Paul Johannes Tillich’s subjective search for ultimates ended last month. The world-renowned theologian succumbed to a heart ailment in a Chicago hospital at age seventy-nine.
Did he ever define death? Probably not, but he once said it “has become powerful in our time, in individual human beings, in families, in nations.… But death is given no power over love. Love is stronger. It creates something new out of the destruction caused by death.”
If that observation was ambiguous, it was not untypical. Tillich was quoted by many more people than understood him. The terms most associated with his thought—“ground of being,” “the unconditioned,” “ultimate concern”—promise to be part of the language for a long time. (See the editorial on page 30.)
The career of Tillich was rather evenly divided between the Old World and the New. His life in Germany was dramatic. It ranged from chaplain service for four years in the Kaiser’s army and a little-known wartime marriage that ended in divorce, to a confrontation with the Hitler regime in the thirties. By contrast, his life in the United States was quiet and rather colorless, though it was in this period that he gained most of his theological prestige.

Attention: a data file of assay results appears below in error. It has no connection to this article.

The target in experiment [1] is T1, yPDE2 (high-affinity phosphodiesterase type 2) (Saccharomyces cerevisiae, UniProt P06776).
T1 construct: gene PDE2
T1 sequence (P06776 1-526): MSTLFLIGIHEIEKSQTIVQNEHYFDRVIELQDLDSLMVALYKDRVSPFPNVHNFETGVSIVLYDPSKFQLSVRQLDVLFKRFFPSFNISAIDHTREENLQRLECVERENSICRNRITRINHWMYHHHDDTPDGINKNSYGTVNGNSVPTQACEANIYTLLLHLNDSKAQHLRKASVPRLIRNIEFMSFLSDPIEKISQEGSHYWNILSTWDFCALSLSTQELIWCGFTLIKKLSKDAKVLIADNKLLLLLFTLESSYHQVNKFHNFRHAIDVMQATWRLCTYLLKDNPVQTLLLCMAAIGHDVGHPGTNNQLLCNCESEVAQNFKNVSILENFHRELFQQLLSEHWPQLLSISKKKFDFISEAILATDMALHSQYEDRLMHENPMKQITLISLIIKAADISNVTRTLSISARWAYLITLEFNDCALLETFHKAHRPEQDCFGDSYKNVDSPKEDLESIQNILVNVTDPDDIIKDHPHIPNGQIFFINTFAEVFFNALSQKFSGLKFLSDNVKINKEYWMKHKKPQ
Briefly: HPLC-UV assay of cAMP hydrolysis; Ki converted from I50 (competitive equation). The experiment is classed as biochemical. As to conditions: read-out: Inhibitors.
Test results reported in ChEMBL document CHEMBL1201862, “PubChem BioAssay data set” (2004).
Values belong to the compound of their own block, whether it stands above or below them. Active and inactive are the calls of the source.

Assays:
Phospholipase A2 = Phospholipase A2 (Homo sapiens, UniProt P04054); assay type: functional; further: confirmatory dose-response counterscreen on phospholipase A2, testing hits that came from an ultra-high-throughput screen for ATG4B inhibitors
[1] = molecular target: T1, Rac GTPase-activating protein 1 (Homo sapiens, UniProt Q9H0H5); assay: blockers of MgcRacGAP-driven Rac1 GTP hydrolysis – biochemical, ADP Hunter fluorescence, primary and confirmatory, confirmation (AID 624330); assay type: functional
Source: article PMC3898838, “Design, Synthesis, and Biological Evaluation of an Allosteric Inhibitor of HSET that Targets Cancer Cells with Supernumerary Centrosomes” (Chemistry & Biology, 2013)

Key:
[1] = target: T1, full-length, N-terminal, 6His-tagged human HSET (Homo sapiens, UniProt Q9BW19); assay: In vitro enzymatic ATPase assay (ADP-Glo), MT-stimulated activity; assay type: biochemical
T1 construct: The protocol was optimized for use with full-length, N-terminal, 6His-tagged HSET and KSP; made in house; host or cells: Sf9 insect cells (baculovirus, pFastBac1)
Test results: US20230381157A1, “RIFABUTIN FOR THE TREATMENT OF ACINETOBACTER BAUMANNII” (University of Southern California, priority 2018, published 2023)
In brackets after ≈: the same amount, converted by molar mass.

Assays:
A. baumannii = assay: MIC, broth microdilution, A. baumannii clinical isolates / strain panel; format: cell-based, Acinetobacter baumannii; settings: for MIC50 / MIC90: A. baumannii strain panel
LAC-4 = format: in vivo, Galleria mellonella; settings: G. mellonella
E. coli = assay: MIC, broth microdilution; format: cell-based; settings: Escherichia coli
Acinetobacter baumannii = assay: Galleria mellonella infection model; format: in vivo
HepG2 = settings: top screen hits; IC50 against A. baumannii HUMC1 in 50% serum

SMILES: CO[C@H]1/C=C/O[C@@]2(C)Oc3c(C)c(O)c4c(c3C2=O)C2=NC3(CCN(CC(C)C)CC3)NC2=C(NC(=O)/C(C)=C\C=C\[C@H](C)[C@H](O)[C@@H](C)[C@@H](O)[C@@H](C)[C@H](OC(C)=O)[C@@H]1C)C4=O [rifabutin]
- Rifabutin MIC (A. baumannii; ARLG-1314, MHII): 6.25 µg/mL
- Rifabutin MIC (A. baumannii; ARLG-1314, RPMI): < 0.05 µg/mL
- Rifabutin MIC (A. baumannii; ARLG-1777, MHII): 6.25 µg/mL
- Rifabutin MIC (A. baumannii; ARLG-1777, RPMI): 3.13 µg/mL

He was forty-seven when he came to America, an age when most men are at the height of their careers. He knew only a smattering of English then, but was to write fifteen books in his new language. Perhaps because of this late start, Encyclopaedia Britannica included no article on him until the year of his death.
Tillich was doubtless one of the most influential religious minds of modern times, but that influence is hard to capsulize. He was a philosopher among theologians, a theologian among philosophers. He stressed the need to talk to modern ...1
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